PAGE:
Course 3: Craft

Sentence Structure: Verbs

Sentence Structure: Verbs

Flashback to the second grade. You’re learning about the parts of a sentence. How does the teacher define ‘verbs’? Why, they’re action words, of course! And that’s actually a pretty good description. The verb makes the subject of the sentence do something. When “the cat jumps”, ‘jump’ is your verb. So without verbs, nothing can…

Paragraph Structure: Pacing & Rhythm

Paragraph Structure: Pacing & Rhythm

In school, you probably learned how to construct the classic, academic paragraph. The O.G. paragraph, if you will. You’ve got your topic sentence, your supporting sentences, and then your concluding sentence. A nice snug package of information. Also, a total bore. In fiction, paragraphs never have to be this structured. Indeed, paragraphing is an author’s…

Scene Structure: Proactive and Reactive

Scene Structure: Proactive and Reactive

Photo by Milada Vigerova on Unsplash Unless you’re working on microfiction, flash fiction, or very short stories, your plots will almost always require you to write multiple scenes. When I say ‘scene’, I’m talking about a specific segment of a larger story that contains its own miniature story arc. Scenes can flow one into the other or be…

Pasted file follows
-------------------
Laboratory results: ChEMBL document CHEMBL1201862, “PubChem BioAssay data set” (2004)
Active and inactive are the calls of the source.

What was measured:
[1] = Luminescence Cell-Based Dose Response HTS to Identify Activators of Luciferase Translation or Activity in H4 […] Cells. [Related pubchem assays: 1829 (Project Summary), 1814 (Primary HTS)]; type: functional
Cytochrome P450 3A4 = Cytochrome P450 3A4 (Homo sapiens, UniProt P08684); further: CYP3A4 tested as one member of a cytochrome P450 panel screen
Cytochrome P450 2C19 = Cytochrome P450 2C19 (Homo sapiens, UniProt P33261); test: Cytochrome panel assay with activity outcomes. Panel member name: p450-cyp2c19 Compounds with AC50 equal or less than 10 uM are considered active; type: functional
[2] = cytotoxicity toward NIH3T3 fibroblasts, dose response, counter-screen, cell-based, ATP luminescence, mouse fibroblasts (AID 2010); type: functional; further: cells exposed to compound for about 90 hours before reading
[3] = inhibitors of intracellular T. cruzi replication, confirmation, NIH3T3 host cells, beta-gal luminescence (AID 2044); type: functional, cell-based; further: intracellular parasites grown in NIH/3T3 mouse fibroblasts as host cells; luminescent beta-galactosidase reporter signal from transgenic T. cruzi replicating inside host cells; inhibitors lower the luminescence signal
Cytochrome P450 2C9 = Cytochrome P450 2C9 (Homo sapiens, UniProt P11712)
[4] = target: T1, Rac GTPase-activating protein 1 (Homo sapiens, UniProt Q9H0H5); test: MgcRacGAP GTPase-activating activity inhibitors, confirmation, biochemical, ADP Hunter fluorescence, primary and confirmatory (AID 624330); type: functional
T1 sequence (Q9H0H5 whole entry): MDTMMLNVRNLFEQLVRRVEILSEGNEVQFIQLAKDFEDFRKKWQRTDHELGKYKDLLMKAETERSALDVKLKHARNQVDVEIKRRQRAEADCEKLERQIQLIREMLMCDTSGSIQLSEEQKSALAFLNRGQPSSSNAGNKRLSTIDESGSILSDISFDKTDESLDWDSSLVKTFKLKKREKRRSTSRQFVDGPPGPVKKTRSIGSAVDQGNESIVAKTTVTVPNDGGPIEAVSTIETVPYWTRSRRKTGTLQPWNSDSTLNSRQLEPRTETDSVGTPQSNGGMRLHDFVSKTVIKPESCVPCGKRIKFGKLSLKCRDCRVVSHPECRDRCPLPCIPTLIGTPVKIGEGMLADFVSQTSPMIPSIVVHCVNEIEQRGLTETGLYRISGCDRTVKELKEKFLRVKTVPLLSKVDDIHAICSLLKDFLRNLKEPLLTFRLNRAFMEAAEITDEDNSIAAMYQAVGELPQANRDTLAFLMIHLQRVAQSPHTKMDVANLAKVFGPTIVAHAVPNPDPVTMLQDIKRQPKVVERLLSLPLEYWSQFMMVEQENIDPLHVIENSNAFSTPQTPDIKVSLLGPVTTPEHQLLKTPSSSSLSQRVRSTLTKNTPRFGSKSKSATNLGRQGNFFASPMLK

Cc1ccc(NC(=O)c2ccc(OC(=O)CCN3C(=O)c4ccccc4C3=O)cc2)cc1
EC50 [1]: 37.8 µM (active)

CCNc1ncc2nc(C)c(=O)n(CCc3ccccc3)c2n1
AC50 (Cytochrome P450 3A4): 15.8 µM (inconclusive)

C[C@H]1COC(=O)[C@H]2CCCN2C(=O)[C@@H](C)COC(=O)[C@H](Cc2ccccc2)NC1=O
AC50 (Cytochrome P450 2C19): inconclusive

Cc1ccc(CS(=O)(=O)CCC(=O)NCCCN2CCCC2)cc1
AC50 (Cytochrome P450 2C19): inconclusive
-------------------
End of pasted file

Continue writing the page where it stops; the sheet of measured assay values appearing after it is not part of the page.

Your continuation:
Sentence Differentiation

Sentence Differentiation

Photo by Randy Fath on Unsplash I live in the heart of a medieval Dutch city and everything in my neighborhood is made of bricks: the cathedrals and cafes, the old houses and the new houses, the streets, parking lots, bike paths, garden walls. Everything. But if you’re picturing some red-brown dystopia of uniform cubic edifices—like a city…

How to Punctuate Dialogue

How to Punctuate Dialogue

Photo by Jake Blucker on Unsplash Punctuating dialogue is often tricky for writers. And this makes total sense because when you look at a page of dialogue, a lot of what’s happening seems contradictory: there’s a period being used at the end of a phrase of dialogue here, but a comma there; on one line, the first word…

Dialogue Tags and Speaking Denotation

Dialogue Tags and Speaking Denotation

Photo by Aleksandra Mazur on Unsplash He said, she said, Gary said. All of these are dialogue tags. Their purpose is letting the reader know who just said, or is about to say, a line of dialogue, which is pretty important if you want your reader to be able to imagine who’s speaking. But there’s more to letting…